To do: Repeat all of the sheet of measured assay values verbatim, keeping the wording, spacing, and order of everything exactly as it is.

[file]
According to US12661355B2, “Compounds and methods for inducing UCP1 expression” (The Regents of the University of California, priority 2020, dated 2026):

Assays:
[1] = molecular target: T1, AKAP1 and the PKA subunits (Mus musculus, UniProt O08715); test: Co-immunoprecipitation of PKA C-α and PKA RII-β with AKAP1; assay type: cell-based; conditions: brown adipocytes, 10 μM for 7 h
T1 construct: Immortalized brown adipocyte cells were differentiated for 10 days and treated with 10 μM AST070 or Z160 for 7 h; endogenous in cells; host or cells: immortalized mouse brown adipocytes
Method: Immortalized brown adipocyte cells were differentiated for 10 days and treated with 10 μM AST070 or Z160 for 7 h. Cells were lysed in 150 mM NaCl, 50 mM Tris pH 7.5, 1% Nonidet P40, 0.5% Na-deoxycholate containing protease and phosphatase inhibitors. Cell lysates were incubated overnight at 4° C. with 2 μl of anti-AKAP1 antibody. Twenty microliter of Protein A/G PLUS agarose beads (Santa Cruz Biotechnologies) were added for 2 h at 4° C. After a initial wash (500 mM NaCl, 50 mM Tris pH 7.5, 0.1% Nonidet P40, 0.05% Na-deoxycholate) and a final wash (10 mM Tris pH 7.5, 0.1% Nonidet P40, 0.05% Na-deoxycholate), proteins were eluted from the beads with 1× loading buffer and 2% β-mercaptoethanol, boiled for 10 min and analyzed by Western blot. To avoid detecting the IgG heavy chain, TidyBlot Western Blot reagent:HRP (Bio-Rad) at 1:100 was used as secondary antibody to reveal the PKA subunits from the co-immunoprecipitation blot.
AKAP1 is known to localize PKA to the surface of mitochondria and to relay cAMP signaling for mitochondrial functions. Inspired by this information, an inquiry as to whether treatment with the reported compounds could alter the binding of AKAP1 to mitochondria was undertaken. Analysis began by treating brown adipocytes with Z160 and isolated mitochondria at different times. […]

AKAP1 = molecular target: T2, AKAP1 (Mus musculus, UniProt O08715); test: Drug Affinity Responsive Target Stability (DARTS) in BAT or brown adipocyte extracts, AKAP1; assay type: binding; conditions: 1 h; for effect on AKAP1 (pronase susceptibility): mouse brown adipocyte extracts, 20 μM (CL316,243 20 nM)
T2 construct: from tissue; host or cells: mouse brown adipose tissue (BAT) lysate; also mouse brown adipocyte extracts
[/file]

According to US12661355B2, “Compounds and methods for inducing UCP1 expression” (The Regents of the University of California, priority 2020, dated 2026):

Assays:
[1] = molecular target: T1, AKAP1 and the PKA subunits (Mus musculus, UniProt O08715); test: Co-immunoprecipitation of PKA C-α and PKA RII-β with AKAP1; assay type: cell-based; conditions: brown adipocytes, 10 μM for 7 h
T1 construct: Immortalized brown adipocyte cells were differentiated for 10 days and treated with 10 μM AST070 or Z160 for 7 h; endogenous in cells; host or cells: immortalized mouse brown adipocytes
Method: Immortalized brown adipocyte cells were differentiated for 10 days and treated with 10 μM AST070 or Z160 for 7 h. Cells were lysed in 150 mM NaCl, 50 mM Tris pH 7.5, 1% Nonidet P40, 0.5% Na-deoxycholate containing protease and phosphatase inhibitors. Cell lysates were incubated overnight at 4° C. with 2 μl of anti-AKAP1 antibody. Twenty microliter of Protein A/G PLUS agarose beads (Santa Cruz Biotechnologies) were added for 2 h at 4° C. After a initial wash (500 mM NaCl, 50 mM Tris pH 7.5, 0.1% Nonidet P40, 0.05% Na-deoxycholate) and a final wash (10 mM Tris pH 7.5, 0.1% Nonidet P40, 0.05% Na-deoxycholate), proteins were eluted from the beads with 1× loading buffer and 2% β-mercaptoethanol, boiled for 10 min and analyzed by Western blot. To avoid detecting the IgG heavy chain, TidyBlot Western Blot reagent:HRP (Bio-Rad) at 1:100 was used as secondary antibody to reveal the PKA subunits from the co-immunoprecipitation blot.
AKAP1 is known to localize PKA to the surface of mitochondria and to relay cAMP signaling for mitochondrial functions. Inspired by this information, an inquiry as to whether treatment with the reported compounds could alter the binding of AKAP1 to mitochondria was undertaken. Analysis began by treating brown adipocytes with Z160 and isolated mitochondria at different times. […]

AKAP1 = molecular target: T2, AKAP1 (Mus musculus, UniProt O08715); test: Drug Affinity Responsive Target Stability (DARTS) in BAT or brown adipocyte extracts, AKAP1; assay type: binding; conditions: 1 h; for effect on AKAP1 (pronase susceptibility): mouse brown adipocyte extracts, 20 μM (CL316,243 20 nM)
T2 construct: from tissue; host or cells: mouse brown adipose tissue (BAT) lysate; also mouse brown adipocyte extracts